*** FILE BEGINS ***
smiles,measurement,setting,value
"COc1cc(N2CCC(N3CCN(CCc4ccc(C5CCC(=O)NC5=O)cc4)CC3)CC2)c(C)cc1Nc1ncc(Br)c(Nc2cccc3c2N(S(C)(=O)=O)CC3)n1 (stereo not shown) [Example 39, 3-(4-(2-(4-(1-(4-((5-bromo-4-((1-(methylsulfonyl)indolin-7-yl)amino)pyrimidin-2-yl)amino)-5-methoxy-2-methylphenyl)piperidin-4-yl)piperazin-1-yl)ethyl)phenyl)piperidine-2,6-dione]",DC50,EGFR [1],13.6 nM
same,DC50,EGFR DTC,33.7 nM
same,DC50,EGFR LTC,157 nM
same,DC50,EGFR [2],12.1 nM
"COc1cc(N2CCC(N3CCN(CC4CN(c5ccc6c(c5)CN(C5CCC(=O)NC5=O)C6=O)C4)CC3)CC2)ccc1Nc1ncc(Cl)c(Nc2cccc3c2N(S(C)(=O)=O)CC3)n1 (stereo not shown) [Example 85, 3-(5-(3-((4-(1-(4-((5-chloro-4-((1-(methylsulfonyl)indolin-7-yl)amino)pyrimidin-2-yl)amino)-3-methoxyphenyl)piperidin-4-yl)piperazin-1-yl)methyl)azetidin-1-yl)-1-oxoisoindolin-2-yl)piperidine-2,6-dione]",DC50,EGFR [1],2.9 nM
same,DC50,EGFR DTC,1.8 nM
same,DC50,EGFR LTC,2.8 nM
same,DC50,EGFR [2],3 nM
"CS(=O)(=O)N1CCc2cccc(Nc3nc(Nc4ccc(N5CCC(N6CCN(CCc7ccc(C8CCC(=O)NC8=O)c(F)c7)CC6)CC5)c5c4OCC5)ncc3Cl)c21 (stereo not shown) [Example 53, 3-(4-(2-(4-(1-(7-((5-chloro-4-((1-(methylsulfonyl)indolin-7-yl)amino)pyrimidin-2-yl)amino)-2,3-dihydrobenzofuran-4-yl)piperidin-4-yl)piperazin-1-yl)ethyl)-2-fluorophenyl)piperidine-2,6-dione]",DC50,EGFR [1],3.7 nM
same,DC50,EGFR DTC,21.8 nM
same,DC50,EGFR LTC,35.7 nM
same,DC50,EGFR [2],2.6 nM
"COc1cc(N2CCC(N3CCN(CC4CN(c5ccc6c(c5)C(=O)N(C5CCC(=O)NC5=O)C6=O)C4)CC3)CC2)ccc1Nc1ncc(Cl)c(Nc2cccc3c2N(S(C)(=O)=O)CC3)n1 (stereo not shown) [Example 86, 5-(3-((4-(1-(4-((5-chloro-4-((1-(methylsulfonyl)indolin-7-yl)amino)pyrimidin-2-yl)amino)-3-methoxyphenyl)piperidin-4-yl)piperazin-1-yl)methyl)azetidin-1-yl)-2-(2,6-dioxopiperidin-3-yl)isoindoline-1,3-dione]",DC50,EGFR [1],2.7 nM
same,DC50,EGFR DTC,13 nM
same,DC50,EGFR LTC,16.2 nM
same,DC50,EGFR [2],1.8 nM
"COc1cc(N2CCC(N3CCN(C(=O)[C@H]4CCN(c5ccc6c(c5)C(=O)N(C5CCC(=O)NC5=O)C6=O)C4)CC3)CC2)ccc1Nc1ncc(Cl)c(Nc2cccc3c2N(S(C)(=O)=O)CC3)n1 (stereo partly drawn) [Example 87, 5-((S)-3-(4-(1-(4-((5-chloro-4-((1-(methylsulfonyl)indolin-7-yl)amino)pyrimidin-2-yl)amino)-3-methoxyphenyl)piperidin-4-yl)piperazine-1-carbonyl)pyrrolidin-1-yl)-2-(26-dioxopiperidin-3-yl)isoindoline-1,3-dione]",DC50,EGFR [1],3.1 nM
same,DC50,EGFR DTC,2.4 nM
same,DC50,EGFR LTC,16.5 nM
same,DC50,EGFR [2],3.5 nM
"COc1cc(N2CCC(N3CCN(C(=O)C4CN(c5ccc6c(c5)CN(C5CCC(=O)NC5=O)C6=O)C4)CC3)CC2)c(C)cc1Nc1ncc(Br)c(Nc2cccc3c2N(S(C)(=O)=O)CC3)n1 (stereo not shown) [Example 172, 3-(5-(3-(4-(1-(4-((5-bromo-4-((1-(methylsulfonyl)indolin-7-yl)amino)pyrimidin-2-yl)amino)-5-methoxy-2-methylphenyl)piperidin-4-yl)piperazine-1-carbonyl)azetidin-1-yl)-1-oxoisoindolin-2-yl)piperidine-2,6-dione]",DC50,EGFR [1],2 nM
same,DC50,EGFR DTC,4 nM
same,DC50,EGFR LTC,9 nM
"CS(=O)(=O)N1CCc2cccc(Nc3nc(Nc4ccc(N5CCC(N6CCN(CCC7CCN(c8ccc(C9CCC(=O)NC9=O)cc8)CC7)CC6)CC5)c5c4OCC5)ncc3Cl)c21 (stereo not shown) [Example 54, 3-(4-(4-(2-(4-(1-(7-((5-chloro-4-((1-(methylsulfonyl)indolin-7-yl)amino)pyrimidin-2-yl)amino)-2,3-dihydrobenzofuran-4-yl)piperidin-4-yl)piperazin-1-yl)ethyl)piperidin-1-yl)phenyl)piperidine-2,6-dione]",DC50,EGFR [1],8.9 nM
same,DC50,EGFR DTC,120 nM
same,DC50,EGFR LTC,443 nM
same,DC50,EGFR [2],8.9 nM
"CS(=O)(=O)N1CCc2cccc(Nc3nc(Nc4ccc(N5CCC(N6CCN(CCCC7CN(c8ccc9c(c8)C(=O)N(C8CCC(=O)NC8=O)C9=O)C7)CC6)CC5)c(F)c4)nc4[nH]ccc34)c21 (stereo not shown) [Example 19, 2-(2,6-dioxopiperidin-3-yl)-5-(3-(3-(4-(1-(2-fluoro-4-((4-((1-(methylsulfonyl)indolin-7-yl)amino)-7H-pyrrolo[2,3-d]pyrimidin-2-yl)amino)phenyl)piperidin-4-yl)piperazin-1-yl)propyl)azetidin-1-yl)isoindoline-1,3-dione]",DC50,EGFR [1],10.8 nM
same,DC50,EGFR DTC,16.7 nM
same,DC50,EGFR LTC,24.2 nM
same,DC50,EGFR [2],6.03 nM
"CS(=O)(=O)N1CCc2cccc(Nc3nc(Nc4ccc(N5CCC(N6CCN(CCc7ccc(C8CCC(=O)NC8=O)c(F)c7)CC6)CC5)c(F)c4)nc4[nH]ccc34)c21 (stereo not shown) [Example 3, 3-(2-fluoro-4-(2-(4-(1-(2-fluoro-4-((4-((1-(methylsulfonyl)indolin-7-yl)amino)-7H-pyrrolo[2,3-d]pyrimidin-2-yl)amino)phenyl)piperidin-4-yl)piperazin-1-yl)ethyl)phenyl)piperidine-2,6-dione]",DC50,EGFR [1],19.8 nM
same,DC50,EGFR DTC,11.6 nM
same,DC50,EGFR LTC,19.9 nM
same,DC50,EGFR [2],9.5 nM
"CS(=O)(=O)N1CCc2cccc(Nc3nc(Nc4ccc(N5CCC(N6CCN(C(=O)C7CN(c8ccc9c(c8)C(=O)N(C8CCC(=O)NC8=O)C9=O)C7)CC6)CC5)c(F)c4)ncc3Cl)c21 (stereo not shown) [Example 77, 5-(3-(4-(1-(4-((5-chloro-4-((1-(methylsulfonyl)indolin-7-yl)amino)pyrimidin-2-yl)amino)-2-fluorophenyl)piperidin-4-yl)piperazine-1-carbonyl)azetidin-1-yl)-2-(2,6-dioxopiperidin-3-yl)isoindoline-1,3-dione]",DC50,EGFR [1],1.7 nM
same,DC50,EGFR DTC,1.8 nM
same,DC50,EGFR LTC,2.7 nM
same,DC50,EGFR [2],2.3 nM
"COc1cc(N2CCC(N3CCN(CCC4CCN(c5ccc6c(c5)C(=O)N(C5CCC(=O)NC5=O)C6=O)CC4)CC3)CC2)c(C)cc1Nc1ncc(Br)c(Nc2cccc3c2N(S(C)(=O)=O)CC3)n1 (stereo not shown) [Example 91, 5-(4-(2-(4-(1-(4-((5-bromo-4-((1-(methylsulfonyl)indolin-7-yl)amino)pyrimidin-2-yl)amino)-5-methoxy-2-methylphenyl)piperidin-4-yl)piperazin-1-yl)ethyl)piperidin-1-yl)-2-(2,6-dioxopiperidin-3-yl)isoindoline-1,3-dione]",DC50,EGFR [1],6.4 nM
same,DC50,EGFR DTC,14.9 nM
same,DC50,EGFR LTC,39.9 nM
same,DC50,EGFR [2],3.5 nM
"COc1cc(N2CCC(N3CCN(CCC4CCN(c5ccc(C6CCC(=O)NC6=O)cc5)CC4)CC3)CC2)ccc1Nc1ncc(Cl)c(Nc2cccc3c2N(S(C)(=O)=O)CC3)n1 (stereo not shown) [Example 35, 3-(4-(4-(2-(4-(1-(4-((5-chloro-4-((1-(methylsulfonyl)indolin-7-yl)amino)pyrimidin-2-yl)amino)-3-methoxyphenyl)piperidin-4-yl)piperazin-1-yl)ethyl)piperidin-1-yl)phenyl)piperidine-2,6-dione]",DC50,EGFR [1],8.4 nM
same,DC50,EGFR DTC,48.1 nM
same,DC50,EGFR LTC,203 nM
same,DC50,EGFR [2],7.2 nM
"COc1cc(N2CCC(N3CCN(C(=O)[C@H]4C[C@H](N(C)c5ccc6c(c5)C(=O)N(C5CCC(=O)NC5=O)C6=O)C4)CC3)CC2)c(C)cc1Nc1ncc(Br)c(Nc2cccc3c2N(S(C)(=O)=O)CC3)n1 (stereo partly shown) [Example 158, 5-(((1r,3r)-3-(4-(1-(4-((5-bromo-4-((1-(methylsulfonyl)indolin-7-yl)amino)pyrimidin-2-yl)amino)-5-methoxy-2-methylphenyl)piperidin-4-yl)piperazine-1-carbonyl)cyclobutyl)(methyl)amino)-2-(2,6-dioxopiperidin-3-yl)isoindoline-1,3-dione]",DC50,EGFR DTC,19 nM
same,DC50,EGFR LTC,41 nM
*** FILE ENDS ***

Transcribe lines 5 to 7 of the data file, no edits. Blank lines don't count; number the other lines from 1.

same,DC50,EGFR [2],12.1 nM
"COc1cc(N2CCC(N3CCN(CC4CN(c5ccc6c(c5)CN(C5CCC(=O)NC5=O)C6=O)C4)CC3)CC2)ccc1Nc1ncc(Cl)c(Nc2cccc3c2N(S(C)(=O)=O)CC3)n1 (stereo not shown) [Example 85, 3-(5-(3-((4-(1-(4-((5-chloro-4-((1-(methylsulfonyl)indolin-7-yl)amino)pyrimidin-2-yl)amino)-3-methoxyphenyl)piperidin-4-yl)piperazin-1-yl)methyl)azetidin-1-yl)-1-oxoisoindolin-2-yl)piperidine-2,6-dione]",DC50,EGFR [1],2.9 nM
same,DC50,EGFR DTC,1.8 nM